Relatedly, the obligation to care for and shelter populations rests with host governments and authorities in place, and our efforts need to include a strong focus on responsibilizing them. How often do we consider that our aid delivery is the solution, thus relieving the authorities of the burden to look after their constituencies? Careful consideration needs to be paid to identify under what conditions local authorities will assume responsibility for their people. We are reminded of the major conclusion of the multi-donor Rwanda evaluation, following the 1994 genocide, which stated that humanitarian action can never be a substitute for political action. Humanitarian responses are most strongly influenced by those political decisions. This is not primarily a plea for good governance at national and global levels. It is a call for consideration of how to best support public service administration in being more responsive to emergencies, whilst providing direct aid to those in need.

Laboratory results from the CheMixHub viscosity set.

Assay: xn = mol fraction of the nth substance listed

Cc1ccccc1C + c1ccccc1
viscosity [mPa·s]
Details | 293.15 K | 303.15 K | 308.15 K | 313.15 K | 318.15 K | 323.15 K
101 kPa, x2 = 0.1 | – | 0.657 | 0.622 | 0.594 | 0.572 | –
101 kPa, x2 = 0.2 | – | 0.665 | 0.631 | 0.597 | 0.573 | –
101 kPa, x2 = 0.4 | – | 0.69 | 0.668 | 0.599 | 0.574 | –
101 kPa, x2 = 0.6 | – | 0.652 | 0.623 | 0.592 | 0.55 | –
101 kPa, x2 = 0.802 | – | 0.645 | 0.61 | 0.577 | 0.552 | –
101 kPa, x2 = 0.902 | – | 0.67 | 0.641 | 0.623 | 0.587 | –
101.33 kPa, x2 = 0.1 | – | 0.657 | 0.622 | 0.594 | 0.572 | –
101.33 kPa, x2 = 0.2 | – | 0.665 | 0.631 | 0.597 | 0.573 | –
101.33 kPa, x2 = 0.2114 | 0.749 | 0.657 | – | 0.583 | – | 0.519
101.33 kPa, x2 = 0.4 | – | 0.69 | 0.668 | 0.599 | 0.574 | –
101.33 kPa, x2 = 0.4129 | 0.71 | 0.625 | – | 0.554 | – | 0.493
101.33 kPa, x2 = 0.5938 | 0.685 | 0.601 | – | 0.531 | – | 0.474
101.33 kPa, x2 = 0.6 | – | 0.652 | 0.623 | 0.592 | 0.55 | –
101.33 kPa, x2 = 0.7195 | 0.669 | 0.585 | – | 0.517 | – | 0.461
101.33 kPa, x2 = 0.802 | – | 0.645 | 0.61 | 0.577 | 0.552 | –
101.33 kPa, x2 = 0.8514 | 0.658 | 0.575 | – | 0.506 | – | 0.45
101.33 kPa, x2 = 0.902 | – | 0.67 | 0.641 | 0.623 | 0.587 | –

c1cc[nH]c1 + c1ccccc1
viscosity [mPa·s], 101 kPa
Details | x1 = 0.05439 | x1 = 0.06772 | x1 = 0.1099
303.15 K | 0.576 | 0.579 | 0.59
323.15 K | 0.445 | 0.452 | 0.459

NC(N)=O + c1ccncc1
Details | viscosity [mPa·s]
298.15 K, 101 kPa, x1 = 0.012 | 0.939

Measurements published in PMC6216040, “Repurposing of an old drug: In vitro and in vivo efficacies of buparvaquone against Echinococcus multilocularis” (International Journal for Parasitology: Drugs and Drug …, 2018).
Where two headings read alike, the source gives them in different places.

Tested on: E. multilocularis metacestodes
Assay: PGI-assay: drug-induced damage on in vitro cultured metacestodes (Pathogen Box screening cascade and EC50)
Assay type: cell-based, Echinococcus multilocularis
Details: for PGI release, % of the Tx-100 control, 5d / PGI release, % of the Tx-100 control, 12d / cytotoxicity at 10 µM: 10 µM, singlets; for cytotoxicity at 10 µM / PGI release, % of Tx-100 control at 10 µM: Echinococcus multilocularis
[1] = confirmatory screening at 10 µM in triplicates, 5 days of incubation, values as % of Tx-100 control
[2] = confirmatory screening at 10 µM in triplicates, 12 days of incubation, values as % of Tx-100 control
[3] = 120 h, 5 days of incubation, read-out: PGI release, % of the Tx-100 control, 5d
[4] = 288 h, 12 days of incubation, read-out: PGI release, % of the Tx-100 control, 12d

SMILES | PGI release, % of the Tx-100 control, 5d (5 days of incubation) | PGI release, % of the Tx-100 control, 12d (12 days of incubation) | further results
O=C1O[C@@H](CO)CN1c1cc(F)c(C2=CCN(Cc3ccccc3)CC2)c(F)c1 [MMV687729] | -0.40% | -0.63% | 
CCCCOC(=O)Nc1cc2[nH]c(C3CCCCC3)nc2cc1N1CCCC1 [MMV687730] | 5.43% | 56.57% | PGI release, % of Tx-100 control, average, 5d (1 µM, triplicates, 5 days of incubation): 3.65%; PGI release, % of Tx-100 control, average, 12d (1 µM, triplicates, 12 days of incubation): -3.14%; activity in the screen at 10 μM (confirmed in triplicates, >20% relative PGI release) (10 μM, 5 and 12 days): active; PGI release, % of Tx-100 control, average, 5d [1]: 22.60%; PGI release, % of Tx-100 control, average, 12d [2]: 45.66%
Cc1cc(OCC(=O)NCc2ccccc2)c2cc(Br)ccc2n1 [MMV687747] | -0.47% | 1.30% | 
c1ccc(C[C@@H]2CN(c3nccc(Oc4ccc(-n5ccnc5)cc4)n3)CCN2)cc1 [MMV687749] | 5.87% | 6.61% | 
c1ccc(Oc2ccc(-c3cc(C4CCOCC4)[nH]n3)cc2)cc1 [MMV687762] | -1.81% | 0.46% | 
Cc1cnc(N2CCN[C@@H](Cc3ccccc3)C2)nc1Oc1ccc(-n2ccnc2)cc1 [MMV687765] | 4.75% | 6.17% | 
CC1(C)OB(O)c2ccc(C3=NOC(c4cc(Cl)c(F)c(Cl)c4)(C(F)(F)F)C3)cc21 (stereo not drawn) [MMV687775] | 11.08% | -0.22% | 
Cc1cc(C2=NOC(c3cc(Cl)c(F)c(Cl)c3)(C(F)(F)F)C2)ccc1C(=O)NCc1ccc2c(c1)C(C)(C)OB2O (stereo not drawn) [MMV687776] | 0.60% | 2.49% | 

As we move ahead and develop mechanisms, tools and skills adapted to humanitarian need, we are mindful of the requirement to reflect openly and critically on not justour performance, but on missed opportunities and on lessons learned in addressing problems. Today our responses are stronger, and we are more effective as a community. This owes a great deal to the elevation of the general principle of humanitarianism as a value, one with which we can all associate. No limit can be placed on ownership of this principle. In translating this principle to action, we need to accept and recognize the enormous diversity of our humanitarian responses and the strengths they represent. Above all, we must foremost hold our respect for the dignity of those in need and the privilege it is to serve.